State lawmakers, who are up for reelection in November, did not extend the program before the legislative session ended last Thursday. The State Legislature reauthorized Nassau County's camera program, which expires Dec. 1, for five more years.

With 216 camera systems in place at 100 intersections, the program is a major recurring source of revenue for Suffolk. The fine for ticket violations is $50. In Nassau, fines and fees total $150.

Suffolk County issued 357,732 red light camera tickets last year, said Mike Martino, a spokesman for County Executive Edward P. Romaine, a Republican.

WHAT TO KNOW

  • Suffolk County's red light camera program is scheduled to end Dec. 1, after a bill to extend it for five years failed in the State Legislature.
  • The county has not proposed a plan to make up the more than $8 million in annual revenue from ticket fines.
  • With 216 camera systems in place at 100 intersections, the program is a major source of recurring revenue for Suffolk.

Suffolk Comptroller John Kennedy Jr., a Republican, told Newsday the $8 million shortfall in next year's county budget “is going to have to be confronted and addressed, and we will work together to do it in the most prudent matter. It may mean some things have to be cut and trimmed. We will have to, working with the County Executive and the Legislature, tighten the reins on a budget that already has had diminished receipts on sales tax during the first half of the year.”

Martino declined to comment or answer questions about how the county will replace the lost revenue.

State and county lawmakers pointed fingers at each other Tuesday for imperiling Suffolk's 15-year-old ticketing program.

The Suffolk legislature never took the required step of passing a “home rule message” to the State Legislature supporting the extension.

State Assemb. Fred W. Thiele Jr. (D-Sag Harbor) sponsored an extension bill in Albany, but said no one proposed an extension in the Senate.

Thiele said he sponsored the extension at the request of Suffolk County's lobbyist, Manny Vilar, of Accabonac Strategies LLC, a government relations firm. Vilar did not respond to a request for comment on Tuesday.

Some Republican state senators from Suffolk said no one from the county had asked them to carry the bill.

“I was not approached. No one asked me to carry it,” State Sen. Dean Murray (R-East Patchogue) told Newsday. “It didn’t come up. It wasn’t an issue that anyone declined to carry it. It was more of an issue that no one was asked.”

State Sen. Alexis Weik (R-Sayville) said no one in the county asked her, either.

“On our end we just carry the bill when there's a home rule message, or they ask us,” Weik said in an interview Tuesday. “I personally didn't speak to anyone about carrying the bill.”

State Sen. Monica Martinez, of Brentwood, the lone Democrat in the Suffolk senate delegation and an opponent of the camera program, said “no one called me to sponsor the bill in the state Senate.”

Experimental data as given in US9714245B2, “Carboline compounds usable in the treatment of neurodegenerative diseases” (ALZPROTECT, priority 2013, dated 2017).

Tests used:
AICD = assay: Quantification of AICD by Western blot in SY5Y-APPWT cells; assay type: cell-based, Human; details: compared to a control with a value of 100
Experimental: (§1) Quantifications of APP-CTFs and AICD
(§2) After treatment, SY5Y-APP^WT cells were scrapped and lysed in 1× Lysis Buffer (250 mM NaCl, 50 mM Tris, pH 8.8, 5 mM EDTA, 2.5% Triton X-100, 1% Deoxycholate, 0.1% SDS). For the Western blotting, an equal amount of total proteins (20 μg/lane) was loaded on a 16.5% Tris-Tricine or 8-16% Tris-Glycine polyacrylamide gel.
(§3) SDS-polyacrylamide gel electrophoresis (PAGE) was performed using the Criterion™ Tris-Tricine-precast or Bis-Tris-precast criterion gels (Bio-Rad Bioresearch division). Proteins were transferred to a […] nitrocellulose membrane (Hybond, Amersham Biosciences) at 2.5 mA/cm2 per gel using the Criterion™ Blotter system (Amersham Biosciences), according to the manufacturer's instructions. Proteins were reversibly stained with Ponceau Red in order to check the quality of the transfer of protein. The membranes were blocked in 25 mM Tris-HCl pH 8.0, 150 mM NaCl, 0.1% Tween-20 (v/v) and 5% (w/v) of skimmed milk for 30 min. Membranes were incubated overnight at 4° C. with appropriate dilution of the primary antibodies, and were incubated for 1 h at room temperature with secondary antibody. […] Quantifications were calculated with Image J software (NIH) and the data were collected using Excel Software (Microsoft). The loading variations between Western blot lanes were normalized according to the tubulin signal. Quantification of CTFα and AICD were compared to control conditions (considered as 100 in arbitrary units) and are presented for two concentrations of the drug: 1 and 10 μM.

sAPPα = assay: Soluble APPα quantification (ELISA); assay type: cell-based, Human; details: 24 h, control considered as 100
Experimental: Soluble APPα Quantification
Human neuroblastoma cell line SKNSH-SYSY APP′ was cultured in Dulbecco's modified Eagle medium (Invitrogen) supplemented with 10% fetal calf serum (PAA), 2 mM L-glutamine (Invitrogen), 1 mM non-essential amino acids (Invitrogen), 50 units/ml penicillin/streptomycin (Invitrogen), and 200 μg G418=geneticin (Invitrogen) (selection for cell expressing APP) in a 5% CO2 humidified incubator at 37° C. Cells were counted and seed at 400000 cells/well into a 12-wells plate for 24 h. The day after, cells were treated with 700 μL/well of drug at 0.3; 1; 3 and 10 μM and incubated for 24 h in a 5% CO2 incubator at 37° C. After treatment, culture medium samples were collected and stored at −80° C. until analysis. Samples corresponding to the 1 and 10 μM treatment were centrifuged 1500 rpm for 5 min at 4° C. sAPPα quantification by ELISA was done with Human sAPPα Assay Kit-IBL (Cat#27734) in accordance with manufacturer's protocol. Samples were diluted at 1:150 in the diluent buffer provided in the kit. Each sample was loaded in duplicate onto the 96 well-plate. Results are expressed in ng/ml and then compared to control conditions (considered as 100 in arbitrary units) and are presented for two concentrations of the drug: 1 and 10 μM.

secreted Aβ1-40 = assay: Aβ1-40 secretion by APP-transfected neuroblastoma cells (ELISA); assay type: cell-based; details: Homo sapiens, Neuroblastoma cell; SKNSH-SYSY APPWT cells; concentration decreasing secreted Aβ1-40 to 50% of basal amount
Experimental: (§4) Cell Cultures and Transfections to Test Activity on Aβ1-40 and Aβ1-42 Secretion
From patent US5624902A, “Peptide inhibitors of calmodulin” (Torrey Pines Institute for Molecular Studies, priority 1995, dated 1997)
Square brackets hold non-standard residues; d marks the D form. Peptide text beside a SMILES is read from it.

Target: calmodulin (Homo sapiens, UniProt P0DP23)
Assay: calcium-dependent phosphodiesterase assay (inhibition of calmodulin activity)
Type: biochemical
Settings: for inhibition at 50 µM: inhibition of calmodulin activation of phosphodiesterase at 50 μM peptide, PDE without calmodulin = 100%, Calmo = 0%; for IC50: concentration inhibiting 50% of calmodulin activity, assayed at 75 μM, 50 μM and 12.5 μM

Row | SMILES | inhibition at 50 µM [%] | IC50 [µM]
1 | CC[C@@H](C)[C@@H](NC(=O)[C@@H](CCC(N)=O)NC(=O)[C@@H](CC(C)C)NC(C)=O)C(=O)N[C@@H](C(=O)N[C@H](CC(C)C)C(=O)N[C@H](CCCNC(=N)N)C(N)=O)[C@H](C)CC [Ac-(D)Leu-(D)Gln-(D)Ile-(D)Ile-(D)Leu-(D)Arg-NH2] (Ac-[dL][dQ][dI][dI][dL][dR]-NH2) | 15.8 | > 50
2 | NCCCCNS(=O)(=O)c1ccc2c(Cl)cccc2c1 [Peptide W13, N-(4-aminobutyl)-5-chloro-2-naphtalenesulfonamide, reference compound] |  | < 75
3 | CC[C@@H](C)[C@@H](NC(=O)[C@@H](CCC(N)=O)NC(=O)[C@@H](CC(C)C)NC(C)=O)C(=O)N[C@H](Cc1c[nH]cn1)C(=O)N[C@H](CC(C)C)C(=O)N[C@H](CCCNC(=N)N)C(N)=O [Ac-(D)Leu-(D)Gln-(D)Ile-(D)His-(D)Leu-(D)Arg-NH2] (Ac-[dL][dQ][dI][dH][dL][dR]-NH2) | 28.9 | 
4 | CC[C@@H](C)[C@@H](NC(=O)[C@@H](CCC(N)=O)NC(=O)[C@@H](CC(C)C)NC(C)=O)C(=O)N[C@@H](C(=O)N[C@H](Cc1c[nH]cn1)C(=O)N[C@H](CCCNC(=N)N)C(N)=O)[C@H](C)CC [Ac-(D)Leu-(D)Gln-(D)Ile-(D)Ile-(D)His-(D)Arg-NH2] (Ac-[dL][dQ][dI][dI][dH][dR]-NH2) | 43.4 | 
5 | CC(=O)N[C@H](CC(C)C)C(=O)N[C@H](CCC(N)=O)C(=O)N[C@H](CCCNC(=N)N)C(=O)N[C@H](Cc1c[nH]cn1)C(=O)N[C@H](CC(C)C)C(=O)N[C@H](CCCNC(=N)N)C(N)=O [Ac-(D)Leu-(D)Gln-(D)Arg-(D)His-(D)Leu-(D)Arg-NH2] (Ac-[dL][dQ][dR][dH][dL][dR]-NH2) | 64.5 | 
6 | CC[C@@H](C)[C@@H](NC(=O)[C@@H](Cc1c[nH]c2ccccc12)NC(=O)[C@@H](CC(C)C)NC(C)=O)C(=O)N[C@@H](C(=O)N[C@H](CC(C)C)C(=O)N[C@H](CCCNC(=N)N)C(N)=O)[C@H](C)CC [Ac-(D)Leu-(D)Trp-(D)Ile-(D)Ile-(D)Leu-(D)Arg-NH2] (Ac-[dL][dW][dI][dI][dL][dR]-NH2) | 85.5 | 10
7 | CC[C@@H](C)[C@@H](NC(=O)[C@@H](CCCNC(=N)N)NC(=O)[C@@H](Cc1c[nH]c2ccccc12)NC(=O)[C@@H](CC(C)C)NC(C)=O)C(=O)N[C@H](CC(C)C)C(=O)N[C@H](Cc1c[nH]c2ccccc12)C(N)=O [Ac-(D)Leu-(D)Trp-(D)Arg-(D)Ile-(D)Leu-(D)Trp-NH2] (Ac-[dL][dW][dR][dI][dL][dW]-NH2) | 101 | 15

Democrats control the Senate and Assembly.

Suffolk County Legis. Kevin McCaffrey (R-Lindenhurst), presiding officer of the county legislature, said county lawmakers didn't introduce a home rule message because there was no red light camera bill in the state Senate, only in the Assembly.

McCaffrey said a home rule message must refer to both an Assembly bill and a Senate bill. 

“The only way we can send a home rule message is if there's already bills filed in the Assembly and the Senate,” McCaffrey said.

“I don't know what happened or what didn't happen up in Albany,” McCaffrey said. “I don’t know whose fault it is … it's a touchy subject.”

Legis. Jason Richberg (D-West Babylon), minority leader of the county legislature, blamed the Romaine administration as well as Republicans in the county and state legislatures.

“The people elected folks who they believed were going to get things done. It seemed like we were hoping on an uncertainty to be the cornerstone of our process,” Richberg said.

Some state and county lawmakers said they could get another opportunity to extend the program before it expires in December.

Thiele said state legislators could be called back for a special session to vote on a new funding plan for the Metropolitan Transportation Authority, after Gov. Kathy Hochul's decision last week to put the issue of congestion pricing in New York City on indefinite hold.

Thiele suggested state lawmakers could tuck an extension of Suffolk's red light camera program into an omnibus bill that would not require a home rule message.

Whether or not an extension is ultimately included depends on how hard county officials lobby for it, Thiele said.

“If red light cameras get included, it is going to depend largely on the actions of the county,” he said. “It’s still alive, but it’s uncertain.”

Supporters of red light cameras say they deter speeding and reduce crashes. Critics call the program a cash grab by municipalities.

With Vera Chinese